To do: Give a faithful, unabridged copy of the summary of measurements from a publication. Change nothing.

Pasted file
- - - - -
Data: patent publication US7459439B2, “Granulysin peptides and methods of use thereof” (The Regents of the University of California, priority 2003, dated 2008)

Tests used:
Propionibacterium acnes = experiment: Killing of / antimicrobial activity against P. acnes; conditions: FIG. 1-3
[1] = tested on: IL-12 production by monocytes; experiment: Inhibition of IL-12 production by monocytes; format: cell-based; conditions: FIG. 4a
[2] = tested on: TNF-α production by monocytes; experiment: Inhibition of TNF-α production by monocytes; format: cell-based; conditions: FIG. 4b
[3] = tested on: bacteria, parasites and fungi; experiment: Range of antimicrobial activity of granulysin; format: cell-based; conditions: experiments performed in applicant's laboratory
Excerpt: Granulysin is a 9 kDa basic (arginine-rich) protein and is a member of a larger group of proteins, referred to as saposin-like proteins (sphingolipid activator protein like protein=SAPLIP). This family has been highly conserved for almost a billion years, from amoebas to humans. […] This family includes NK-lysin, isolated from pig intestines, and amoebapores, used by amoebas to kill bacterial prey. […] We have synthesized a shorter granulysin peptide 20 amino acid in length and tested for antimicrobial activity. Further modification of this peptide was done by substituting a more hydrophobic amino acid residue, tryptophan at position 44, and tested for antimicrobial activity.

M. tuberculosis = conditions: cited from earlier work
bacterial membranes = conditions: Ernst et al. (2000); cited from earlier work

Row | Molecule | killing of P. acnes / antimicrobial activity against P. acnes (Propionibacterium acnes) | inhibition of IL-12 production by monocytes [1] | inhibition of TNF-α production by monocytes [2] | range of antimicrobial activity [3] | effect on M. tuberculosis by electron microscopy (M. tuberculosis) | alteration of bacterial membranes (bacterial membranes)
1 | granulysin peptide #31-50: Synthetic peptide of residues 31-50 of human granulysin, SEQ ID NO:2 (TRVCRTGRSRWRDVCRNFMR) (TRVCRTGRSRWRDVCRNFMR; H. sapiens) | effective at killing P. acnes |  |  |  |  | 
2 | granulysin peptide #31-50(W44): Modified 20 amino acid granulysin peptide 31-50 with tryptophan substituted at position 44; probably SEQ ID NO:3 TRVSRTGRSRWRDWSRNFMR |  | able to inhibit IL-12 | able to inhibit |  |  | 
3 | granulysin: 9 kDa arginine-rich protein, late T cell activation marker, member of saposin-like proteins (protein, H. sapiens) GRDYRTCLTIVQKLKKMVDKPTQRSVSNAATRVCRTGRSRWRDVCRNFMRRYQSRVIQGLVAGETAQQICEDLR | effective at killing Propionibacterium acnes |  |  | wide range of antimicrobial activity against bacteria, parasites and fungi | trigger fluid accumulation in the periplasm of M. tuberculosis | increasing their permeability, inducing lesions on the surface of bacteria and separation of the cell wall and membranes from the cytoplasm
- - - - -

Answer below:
Data: patent publication US7459439B2, “Granulysin peptides and methods of use thereof” (The Regents of the University of California, priority 2003, dated 2008)

Tests used:
Propionibacterium acnes = experiment: Killing of / antimicrobial activity against P. acnes; conditions: FIG. 1-3
[1] = tested on: IL-12 production by monocytes; experiment: Inhibition of IL-12 production by monocytes; format: cell-based; conditions: FIG. 4a
[2] = tested on: TNF-α production by monocytes; experiment: Inhibition of TNF-α production by monocytes; format: cell-based; conditions: FIG. 4b
[3] = tested on: bacteria, parasites and fungi; experiment: Range of antimicrobial activity of granulysin; format: cell-based; conditions: experiments performed in applicant's laboratory
Excerpt: Granulysin is a 9 kDa basic (arginine-rich) protein and is a member of a larger group of proteins, referred to as saposin-like proteins (sphingolipid activator protein like protein=SAPLIP). This family has been highly conserved for almost a billion years, from amoebas to humans. […] This family includes NK-lysin, isolated from pig intestines, and amoebapores, used by amoebas to kill bacterial prey. […] We have synthesized a shorter granulysin peptide 20 amino acid in length and tested for antimicrobial activity. Further modification of this peptide was done by substituting a more hydrophobic amino acid residue, tryptophan at position 44, and tested for antimicrobial activity.

M. tuberculosis = conditions: cited from earlier work
bacterial membranes = conditions: Ernst et al. (2000); cited from earlier work

Row | Molecule | killing of P. acnes / antimicrobial activity against P. acnes (Propionibacterium acnes) | inhibition of IL-12 production by monocytes [1] | inhibition of TNF-α production by monocytes [2] | range of antimicrobial activity [3] | effect on M. tuberculosis by electron microscopy (M. tuberculosis) | alteration of bacterial membranes (bacterial membranes)
1 | granulysin peptide #31-50: Synthetic peptide of residues 31-50 of human granulysin, SEQ ID NO:2 (TRVCRTGRSRWRDVCRNFMR) (TRVCRTGRSRWRDVCRNFMR; H. sapiens) | effective at killing P. acnes |  |  |  |  | 
2 | granulysin peptide #31-50(W44): Modified 20 amino acid granulysin peptide 31-50 with tryptophan substituted at position 44; probably SEQ ID NO:3 TRVSRTGRSRWRDWSRNFMR |  | able to inhibit IL-12 | able to inhibit |  |  | 
3 | granulysin: 9 kDa arginine-rich protein, late T cell activation marker, member of saposin-like proteins (protein, H. sapiens) GRDYRTCLTIVQKLKKMVDKPTQRSVSNAATRVCRTGRSRWRDVCRNFMRRYQSRVIQGLVAGETAQQICEDLR | effective at killing Propionibacterium acnes |  |  | wide range of antimicrobial activity against bacteria, parasites and fungi | trigger fluid accumulation in the periplasm of M. tuberculosis | increasing their permeability, inducing lesions on the surface of bacteria and separation of the cell wall and membranes from the cytoplasm